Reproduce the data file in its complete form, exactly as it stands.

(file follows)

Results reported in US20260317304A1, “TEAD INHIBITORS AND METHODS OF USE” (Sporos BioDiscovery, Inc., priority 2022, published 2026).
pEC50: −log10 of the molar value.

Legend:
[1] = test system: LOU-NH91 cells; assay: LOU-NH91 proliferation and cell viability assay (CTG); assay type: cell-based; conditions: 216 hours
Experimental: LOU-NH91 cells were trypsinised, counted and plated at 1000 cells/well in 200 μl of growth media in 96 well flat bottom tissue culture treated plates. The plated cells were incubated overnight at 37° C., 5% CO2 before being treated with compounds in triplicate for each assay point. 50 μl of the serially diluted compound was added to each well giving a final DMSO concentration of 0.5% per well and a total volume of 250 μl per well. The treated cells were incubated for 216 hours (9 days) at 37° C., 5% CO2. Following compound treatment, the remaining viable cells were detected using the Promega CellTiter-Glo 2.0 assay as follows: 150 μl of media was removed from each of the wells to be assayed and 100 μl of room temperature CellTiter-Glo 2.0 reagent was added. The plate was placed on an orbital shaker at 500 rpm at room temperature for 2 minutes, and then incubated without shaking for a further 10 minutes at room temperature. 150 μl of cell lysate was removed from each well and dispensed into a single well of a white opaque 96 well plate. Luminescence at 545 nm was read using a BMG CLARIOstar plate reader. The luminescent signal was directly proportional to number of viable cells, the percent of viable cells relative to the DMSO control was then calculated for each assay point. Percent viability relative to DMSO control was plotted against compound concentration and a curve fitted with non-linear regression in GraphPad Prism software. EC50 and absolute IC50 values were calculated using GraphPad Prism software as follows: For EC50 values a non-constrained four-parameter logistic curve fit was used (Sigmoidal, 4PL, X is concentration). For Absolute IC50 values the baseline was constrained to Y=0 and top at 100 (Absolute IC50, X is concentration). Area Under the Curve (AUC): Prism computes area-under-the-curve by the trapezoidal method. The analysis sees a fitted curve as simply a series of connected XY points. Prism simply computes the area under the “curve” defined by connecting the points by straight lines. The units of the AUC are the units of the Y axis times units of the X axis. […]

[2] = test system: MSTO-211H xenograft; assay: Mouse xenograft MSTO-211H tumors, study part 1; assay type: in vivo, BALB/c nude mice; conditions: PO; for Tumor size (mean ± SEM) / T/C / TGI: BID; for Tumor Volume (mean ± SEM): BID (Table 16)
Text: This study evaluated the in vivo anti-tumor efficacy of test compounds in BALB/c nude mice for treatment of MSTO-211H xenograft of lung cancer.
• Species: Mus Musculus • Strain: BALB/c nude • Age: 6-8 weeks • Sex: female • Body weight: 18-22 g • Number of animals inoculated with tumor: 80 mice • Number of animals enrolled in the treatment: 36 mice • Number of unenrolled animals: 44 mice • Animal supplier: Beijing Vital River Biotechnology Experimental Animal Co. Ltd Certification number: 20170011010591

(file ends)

Results reported in US20260317304A1, “TEAD INHIBITORS AND METHODS OF USE” (Sporos BioDiscovery, Inc., priority 2022, published 2026).
pEC50: −log10 of the molar value.

Legend:
[1] = test system: LOU-NH91 cells; assay: LOU-NH91 proliferation and cell viability assay (CTG); assay type: cell-based; conditions: 216 hours
Experimental: LOU-NH91 cells were trypsinised, counted and plated at 1000 cells/well in 200 μl of growth media in 96 well flat bottom tissue culture treated plates. The plated cells were incubated overnight at 37° C., 5% CO2 before being treated with compounds in triplicate for each assay point. 50 μl of the serially diluted compound was added to each well giving a final DMSO concentration of 0.5% per well and a total volume of 250 μl per well. The treated cells were incubated for 216 hours (9 days) at 37° C., 5% CO2. Following compound treatment, the remaining viable cells were detected using the Promega CellTiter-Glo 2.0 assay as follows: 150 μl of media was removed from each of the wells to be assayed and 100 μl of room temperature CellTiter-Glo 2.0 reagent was added. The plate was placed on an orbital shaker at 500 rpm at room temperature for 2 minutes, and then incubated without shaking for a further 10 minutes at room temperature. 150 μl of cell lysate was removed from each well and dispensed into a single well of a white opaque 96 well plate. Luminescence at 545 nm was read using a BMG CLARIOstar plate reader. The luminescent signal was directly proportional to number of viable cells, the percent of viable cells relative to the DMSO control was then calculated for each assay point. Percent viability relative to DMSO control was plotted against compound concentration and a curve fitted with non-linear regression in GraphPad Prism software. EC50 and absolute IC50 values were calculated using GraphPad Prism software as follows: For EC50 values a non-constrained four-parameter logistic curve fit was used (Sigmoidal, 4PL, X is concentration). For Absolute IC50 values the baseline was constrained to Y=0 and top at 100 (Absolute IC50, X is concentration). Area Under the Curve (AUC): Prism computes area-under-the-curve by the trapezoidal method. The analysis sees a fitted curve as simply a series of connected XY points. Prism simply computes the area under the “curve” defined by connecting the points by straight lines. The units of the AUC are the units of the Y axis times units of the X axis. […]

[2] = test system: MSTO-211H xenograft; assay: Mouse xenograft MSTO-211H tumors, study part 1; assay type: in vivo, BALB/c nude mice; conditions: PO; for Tumor size (mean ± SEM) / T/C / TGI: BID; for Tumor Volume (mean ± SEM): BID (Table 16)
Text: This study evaluated the in vivo anti-tumor efficacy of test compounds in BALB/c nude mice for treatment of MSTO-211H xenograft of lung cancer.
• Species: Mus Musculus • Strain: BALB/c nude • Age: 6-8 weeks • Sex: female • Body weight: 18-22 g • Number of animals inoculated with tumor: 80 mice • Number of animals enrolled in the treatment: 36 mice • Number of unenrolled animals: 44 mice • Animal supplier: Beijing Vital River Biotechnology Experimental Animal Co. Ltd Certification number: 20170011010591